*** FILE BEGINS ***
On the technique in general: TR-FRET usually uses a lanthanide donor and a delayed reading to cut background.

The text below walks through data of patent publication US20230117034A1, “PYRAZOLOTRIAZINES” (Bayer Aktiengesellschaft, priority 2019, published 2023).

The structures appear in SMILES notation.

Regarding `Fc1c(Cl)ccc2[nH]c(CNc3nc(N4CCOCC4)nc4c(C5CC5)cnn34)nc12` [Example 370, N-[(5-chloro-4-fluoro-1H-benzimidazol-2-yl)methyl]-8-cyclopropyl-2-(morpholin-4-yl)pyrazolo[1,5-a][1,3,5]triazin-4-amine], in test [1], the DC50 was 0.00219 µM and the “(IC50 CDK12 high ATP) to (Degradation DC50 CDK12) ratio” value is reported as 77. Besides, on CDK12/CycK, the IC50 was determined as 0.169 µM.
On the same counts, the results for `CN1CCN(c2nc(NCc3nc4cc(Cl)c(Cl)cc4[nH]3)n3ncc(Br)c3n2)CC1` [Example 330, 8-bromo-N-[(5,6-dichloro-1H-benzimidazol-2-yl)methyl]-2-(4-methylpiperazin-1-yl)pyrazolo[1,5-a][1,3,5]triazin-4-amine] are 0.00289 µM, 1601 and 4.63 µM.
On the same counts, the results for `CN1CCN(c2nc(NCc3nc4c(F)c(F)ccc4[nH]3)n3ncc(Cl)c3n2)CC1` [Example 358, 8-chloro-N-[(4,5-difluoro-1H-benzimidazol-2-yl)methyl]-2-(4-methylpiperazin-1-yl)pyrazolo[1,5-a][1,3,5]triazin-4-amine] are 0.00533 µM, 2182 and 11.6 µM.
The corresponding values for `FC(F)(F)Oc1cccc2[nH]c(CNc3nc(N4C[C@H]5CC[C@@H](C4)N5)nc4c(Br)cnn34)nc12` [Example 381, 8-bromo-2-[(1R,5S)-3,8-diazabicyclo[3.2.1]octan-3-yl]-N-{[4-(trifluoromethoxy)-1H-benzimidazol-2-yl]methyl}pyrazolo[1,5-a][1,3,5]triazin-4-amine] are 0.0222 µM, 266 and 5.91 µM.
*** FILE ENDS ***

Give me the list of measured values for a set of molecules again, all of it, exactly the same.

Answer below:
On the technique in general: TR-FRET usually uses a lanthanide donor and a delayed reading to cut background.

The text below walks through data of patent publication US20230117034A1, “PYRAZOLOTRIAZINES” (Bayer Aktiengesellschaft, priority 2019, published 2023).

The structures appear in SMILES notation.

Regarding `Fc1c(Cl)ccc2[nH]c(CNc3nc(N4CCOCC4)nc4c(C5CC5)cnn34)nc12` [Example 370, N-[(5-chloro-4-fluoro-1H-benzimidazol-2-yl)methyl]-8-cyclopropyl-2-(morpholin-4-yl)pyrazolo[1,5-a][1,3,5]triazin-4-amine], in test [1], the DC50 was 0.00219 µM and the “(IC50 CDK12 high ATP) to (Degradation DC50 CDK12) ratio” value is reported as 77. Besides, on CDK12/CycK, the IC50 was determined as 0.169 µM.
On the same counts, the results for `CN1CCN(c2nc(NCc3nc4cc(Cl)c(Cl)cc4[nH]3)n3ncc(Br)c3n2)CC1` [Example 330, 8-bromo-N-[(5,6-dichloro-1H-benzimidazol-2-yl)methyl]-2-(4-methylpiperazin-1-yl)pyrazolo[1,5-a][1,3,5]triazin-4-amine] are 0.00289 µM, 1601 and 4.63 µM.
On the same counts, the results for `CN1CCN(c2nc(NCc3nc4c(F)c(F)ccc4[nH]3)n3ncc(Cl)c3n2)CC1` [Example 358, 8-chloro-N-[(4,5-difluoro-1H-benzimidazol-2-yl)methyl]-2-(4-methylpiperazin-1-yl)pyrazolo[1,5-a][1,3,5]triazin-4-amine] are 0.00533 µM, 2182 and 11.6 µM.
The corresponding values for `FC(F)(F)Oc1cccc2[nH]c(CNc3nc(N4C[C@H]5CC[C@@H](C4)N5)nc4c(Br)cnn34)nc12` [Example 381, 8-bromo-2-[(1R,5S)-3,8-diazabicyclo[3.2.1]octan-3-yl]-N-{[4-(trifluoromethoxy)-1H-benzimidazol-2-yl]methyl}pyrazolo[1,5-a][1,3,5]triazin-4-amine] are 0.0222 µM, 266 and 5.91 µM.